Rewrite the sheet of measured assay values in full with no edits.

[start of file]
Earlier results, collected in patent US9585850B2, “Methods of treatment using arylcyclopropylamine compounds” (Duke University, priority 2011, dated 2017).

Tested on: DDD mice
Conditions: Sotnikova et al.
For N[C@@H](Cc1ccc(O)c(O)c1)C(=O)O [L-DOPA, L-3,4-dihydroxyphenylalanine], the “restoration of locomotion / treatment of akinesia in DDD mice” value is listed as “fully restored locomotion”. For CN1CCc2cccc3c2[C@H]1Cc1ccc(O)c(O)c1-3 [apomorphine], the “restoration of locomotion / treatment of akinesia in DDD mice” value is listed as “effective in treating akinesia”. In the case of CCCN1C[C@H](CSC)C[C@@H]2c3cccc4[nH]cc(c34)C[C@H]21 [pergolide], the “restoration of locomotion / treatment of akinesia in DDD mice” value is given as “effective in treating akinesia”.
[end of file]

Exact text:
Earlier results, collected in patent US9585850B2, “Methods of treatment using arylcyclopropylamine compounds” (Duke University, priority 2011, dated 2017).

Tested on: DDD mice
Conditions: Sotnikova et al.
For N[C@@H](Cc1ccc(O)c(O)c1)C(=O)O [L-DOPA, L-3,4-dihydroxyphenylalanine], the “restoration of locomotion / treatment of akinesia in DDD mice” value is listed as “fully restored locomotion”. For CN1CCc2cccc3c2[C@H]1Cc1ccc(O)c(O)c1-3 [apomorphine], the “restoration of locomotion / treatment of akinesia in DDD mice” value is listed as “effective in treating akinesia”. In the case of CCCN1C[C@H](CSC)C[C@@H]2c3cccc4[nH]cc(c34)C[C@H]21 [pergolide], the “restoration of locomotion / treatment of akinesia in DDD mice” value is given as “effective in treating akinesia”.